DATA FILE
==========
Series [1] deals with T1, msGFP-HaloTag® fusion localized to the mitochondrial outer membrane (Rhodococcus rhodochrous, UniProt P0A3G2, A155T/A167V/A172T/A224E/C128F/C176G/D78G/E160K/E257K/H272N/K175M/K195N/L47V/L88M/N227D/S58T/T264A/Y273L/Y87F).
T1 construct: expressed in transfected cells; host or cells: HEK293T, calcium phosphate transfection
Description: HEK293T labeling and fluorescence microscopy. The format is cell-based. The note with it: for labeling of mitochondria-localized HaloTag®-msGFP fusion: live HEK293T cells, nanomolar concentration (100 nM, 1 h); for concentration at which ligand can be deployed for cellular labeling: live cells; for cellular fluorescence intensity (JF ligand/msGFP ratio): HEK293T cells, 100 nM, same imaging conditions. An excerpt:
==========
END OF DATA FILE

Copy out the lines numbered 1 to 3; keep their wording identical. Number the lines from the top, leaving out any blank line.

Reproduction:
Series [1] deals with T1, msGFP-HaloTag® fusion localized to the mitochondrial outer membrane (Rhodococcus rhodochrous, UniProt P0A3G2, A155T/A167V/A172T/A224E/C128F/C176G/D78G/E160K/E257K/H272N/K175M/K195N/L47V/L88M/N227D/S58T/T264A/Y273L/Y87F).
T1 construct: expressed in transfected cells; host or cells: HEK293T, calcium phosphate transfection
Description: HEK293T labeling and fluorescence microscopy. The format is cell-based. The note with it: for labeling of mitochondria-localized HaloTag®-msGFP fusion: live HEK293T cells, nanomolar concentration (100 nM, 1 h); for concentration at which ligand can be deployed for cellular labeling: live cells; for cellular fluorescence intensity (JF ligand/msGFP ratio): HEK293T cells, 100 nM, same imaging conditions. An excerpt: